• Today, there are 54 tiger reserves across India, spanning 75,000 sq km.
  • The current tiger population in the country stands at 3,167, showing a steady rise from 1,411 in 2006, 1,706 in 2010, and 2,226 in 2014.
  • The goal of Project Tiger is to have a viable and sustainable tiger population in tiger habitats based on a scientifically calculated carrying capacity.

About the National Tiger Conservation Authority (NTCA)

  • The National Tiger Conservation Authority (NTCA) was established in December 2005 following a recommendation of the Tiger Task Force, constituted by the Prime Minister of India for reorganised management of Project Tiger and the many Tiger Reserves in India.
  • The Wildlife Protection Act of 1972 was amended in 2006 to provide for constituting the National Tiger Conservation Authority responsible for implementation of the Project Tiger plan to protect endangered tigers.
  • The National Tiger Conservation Authority is set up under the Chairmanship of the Minister for Environment and Forests.
  • The Authority will have eight experts or professionals having qualifications and experience in wildlife conservation and welfare of people including tribals, apart from three Members of Parliament of whom two will be elected by the House of the People and one by the Council of States.
  • The Authority, interalia, would lay down normative standards, guidelines for tiger conservation in the Tiger Reserves, apart from National Parks and Sanctuaries.
  • It would provide information on protection measures including future conservation plan, tiger estimation, disease surveillance, mortality survey, patrolling, report on untoward happenings and such other management aspects as it may deem fit, including future plan for conservation.
  • The Authority would also facilitate and support tiger reserve management in the States through eco-development and people’s participation as per approved management plans, and support similar initiatives in adjoining areas consistent with the Central and state laws.
  • The Tiger Conservation Authority would be required to prepare an Annual Report, which would be laid in the Parliament along with the Audit Report.
  • Every 4 years the National Tiger Conservation Authority (NTCA) conducts a tiger census across India.

-Source: The Hindu

Pradhan Mantri Mudra Yojana


As the Pradhan Mantri MUDRA Yojana (PMMY) completed eight years, senior Congress leader P. Chidambaram on Sunday said 83% of the loans given under the scheme were under ₹50,000, which left him wondering if any business could be done with such a meagre amount.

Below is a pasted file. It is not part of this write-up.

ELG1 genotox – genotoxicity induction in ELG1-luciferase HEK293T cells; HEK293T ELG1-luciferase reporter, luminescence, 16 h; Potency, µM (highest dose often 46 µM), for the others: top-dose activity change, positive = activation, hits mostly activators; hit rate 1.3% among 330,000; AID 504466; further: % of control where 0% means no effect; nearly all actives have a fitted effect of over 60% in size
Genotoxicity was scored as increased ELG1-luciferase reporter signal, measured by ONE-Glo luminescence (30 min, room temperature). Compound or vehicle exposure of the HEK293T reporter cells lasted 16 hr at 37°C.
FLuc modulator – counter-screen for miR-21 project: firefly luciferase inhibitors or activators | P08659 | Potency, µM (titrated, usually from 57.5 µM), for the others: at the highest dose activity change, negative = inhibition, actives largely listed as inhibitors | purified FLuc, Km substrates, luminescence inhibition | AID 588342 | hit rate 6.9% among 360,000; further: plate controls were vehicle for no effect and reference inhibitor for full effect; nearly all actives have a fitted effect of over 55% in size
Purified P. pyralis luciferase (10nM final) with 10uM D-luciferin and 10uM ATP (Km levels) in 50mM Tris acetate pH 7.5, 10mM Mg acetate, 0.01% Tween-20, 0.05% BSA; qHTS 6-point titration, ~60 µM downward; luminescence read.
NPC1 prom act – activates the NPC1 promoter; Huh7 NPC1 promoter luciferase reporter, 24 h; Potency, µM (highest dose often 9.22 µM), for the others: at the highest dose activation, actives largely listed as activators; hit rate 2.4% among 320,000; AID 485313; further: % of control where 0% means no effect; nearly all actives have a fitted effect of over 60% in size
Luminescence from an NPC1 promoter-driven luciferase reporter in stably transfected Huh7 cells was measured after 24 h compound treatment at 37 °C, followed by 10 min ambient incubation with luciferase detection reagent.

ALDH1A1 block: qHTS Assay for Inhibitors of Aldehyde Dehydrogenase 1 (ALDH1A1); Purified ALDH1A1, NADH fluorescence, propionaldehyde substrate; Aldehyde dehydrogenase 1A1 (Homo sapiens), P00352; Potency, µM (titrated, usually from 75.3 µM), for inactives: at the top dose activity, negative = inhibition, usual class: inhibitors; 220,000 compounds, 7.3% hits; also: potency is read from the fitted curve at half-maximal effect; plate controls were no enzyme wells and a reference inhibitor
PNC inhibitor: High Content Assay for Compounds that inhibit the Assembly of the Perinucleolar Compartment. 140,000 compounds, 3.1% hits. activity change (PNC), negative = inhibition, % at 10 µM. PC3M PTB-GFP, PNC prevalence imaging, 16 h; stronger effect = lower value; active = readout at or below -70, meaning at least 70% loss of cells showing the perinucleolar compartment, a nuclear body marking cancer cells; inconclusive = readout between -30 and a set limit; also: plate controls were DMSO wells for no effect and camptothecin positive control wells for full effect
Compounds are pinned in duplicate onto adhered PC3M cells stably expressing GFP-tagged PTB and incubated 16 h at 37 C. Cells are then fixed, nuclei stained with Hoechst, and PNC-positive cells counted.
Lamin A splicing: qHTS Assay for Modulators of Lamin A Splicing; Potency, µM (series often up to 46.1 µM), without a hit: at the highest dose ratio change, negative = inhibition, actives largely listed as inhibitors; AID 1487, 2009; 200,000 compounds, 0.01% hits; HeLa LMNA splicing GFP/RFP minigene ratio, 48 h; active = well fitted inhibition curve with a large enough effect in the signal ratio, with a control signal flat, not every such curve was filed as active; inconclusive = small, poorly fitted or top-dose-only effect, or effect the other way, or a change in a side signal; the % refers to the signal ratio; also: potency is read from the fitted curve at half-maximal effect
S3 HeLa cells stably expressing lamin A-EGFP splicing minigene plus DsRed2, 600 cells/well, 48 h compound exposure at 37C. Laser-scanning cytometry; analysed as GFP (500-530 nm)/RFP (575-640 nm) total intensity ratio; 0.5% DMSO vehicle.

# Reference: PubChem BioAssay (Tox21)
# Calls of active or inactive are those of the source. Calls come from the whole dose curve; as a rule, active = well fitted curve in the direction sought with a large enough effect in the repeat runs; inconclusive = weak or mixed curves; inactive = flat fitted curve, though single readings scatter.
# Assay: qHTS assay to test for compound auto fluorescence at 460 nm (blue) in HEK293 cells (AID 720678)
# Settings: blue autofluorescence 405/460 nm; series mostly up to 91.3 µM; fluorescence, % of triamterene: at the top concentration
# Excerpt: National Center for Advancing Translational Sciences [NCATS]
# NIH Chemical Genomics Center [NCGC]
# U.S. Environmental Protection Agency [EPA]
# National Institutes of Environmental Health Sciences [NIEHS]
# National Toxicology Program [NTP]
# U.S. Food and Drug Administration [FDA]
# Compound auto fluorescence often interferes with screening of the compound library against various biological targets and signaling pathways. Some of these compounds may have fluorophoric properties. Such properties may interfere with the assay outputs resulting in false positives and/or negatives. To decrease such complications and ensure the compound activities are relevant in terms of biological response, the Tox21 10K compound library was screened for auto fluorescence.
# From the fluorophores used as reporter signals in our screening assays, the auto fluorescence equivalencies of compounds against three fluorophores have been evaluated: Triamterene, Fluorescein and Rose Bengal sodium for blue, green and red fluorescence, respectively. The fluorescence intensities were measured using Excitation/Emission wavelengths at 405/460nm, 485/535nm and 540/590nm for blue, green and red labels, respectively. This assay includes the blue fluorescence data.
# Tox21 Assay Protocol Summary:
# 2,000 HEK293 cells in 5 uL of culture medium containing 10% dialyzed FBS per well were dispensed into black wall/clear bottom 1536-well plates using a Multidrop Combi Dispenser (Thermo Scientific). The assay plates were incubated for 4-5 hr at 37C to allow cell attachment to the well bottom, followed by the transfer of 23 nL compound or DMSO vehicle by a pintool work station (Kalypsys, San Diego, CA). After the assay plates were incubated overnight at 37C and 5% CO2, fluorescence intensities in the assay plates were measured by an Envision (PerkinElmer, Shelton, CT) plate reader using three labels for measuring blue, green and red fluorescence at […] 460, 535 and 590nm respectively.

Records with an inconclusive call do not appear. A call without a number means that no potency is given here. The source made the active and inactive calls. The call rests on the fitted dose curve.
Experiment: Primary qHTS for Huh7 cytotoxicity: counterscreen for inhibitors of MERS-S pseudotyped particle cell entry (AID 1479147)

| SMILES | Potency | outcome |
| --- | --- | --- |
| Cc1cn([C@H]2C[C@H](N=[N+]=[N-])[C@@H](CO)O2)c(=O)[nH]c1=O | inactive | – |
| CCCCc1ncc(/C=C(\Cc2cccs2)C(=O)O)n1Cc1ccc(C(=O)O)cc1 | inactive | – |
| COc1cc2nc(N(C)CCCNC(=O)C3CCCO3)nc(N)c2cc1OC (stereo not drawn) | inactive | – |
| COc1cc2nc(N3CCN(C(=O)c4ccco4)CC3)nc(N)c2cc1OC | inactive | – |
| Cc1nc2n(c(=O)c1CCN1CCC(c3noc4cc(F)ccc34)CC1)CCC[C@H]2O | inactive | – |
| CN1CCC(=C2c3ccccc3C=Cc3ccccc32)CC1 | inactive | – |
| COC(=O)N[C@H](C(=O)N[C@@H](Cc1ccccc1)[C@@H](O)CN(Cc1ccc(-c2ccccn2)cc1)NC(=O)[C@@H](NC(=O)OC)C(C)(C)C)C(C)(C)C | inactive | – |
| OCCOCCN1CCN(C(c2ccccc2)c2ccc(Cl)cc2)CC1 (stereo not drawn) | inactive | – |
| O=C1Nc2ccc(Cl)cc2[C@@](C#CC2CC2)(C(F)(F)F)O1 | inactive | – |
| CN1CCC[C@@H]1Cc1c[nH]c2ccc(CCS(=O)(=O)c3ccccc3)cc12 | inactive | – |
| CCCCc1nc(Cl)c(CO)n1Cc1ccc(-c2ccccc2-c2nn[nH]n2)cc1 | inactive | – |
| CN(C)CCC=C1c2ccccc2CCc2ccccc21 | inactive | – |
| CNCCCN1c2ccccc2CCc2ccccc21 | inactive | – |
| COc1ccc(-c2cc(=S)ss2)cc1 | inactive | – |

GS II: Government Policies and Interventions

Dimensions of the Article:

  1. About Pradhan Mantri Mudra Yojana (PMMY)
  2. Benefits

About Pradhan Mantri Mudra Yojana (PMMY)

  • Pradhan Mantri Mudra Yojana (PMMY) is a flagship scheme of Government of India.
  • The scheme facilitates micro credit/Loan up to Rs. 10 lakh to income generating micro enterprises engaged in the non farm sector in manufacturing, processing, trading or service sector.
  • MUDRA supports Financial Intermediaries to extend loans to the non-corporate, non-farm sector income generating activities of micro and small entities.
  •  These Micro and small entities comprises of millions of proprietorship / partnership firms running as small manufacturing units, service sector units, shopkeepers, fruits / vegetable vendors, truck operators, food-service units, repair shops, machine operators, small industries, artisans, food processors and others, in rural and urban

The loans under MUDRA scheme can be availed only through banks and lending institutions which include:

  • Public Sector Banks
  • Private Sector Banks
  • State operated cooperative banks
  • Rural banks from regional sector
  • Institutions offering micro finance
  • Financial companies other than banks

Interest rate

Interest rates are charged as per the policy decision of the bank. However, the interest rate charged

to ultimate borrowers shall be reasonable.


The benefits under the scheme has been classified under three categories as ‘SHISHU’, ‘KISHOR’ and ‘TARUN’ to signify the stage of growth / development and funding needs of the beneficiary micro unit / entrepreneur.

  • Shishu: Covering loans up to Rs. 50,000/-
  • Kishor: Covering loans from Rs. 50,001 to Rs. 5,00,000/-
  • Tarun: Covering loans from Rs. 5,00,001 to Rs. 10,00,000/-
  • Individuals
  • Proprietary concern.
  • Partnership Firm.
  • Private Ltd. Company.
  • Public Company.
  • Any other legal forms.

The applicant should not be defaulter to any bank or financial institution and should have a satisfactory credit track record. The individual borrowers may be required to possess the necessary skills/experience/ knowledge to undertake the proposed activity. The need for educational qualification, if any, need to be assessed based on the nature of the proposed activity, and its requirement.

-Source: The Hindu

Artemis II Mission


NASA recently announced the crew that will fly aboard its Artemis II mission.


GS II: Science and Technology

Dimensions of the Article:

  1. About Artemis II Mission
  2. Artemis I

About Artemis II Mission

  • First human mission to the moon’s vicinity since 1972.
  • Second scheduled flight of the Artemis program and the first crewed Artemis mission.
  • Four astronauts will fly around the moon and return to Earth.
  • The Space Launch System (SLS) mega-rocket and Orion spacecraft will be used to launch the crew on the lunar flyby mission.
  • Astronauts and mission controllers will collect data on Orion and the crew’s performance to assess the readiness of the Artemis program for future moon surface missions.
Artemis Program:
  • It is NASA’s program to return astronauts to the Moon, preparing the way for human missions to Mars.
  • It aim to “land the first woman and first person of colour on the Moon”, explore the lunar surface.
  • The Artemis program includes the construction of the Lunar Gateway space station in orbit around the Moon.

Artemis I:

  • An uncrewed test flight of the Orion spacecraft, launched on the Space Launch System (SLS) rocket on November 16, 2022.
  • It is the first in a series of missions that are planned to not only take humans back to the Moon, but to also explore the possibilities of extended stay there, and to investigate the potential to use the Moon as a launch pad for deep space explorations.
  • The Artemis missions will build on the existing achievements of space technologies over the past few decades, and lay the foundations for more complex and ambitious missions in the future.
  • It will work towards extracting the resources found on the Moon, build from the materials available there, and harness hydrogen or helium as energy sources.

-Source: The Hindu

February 2024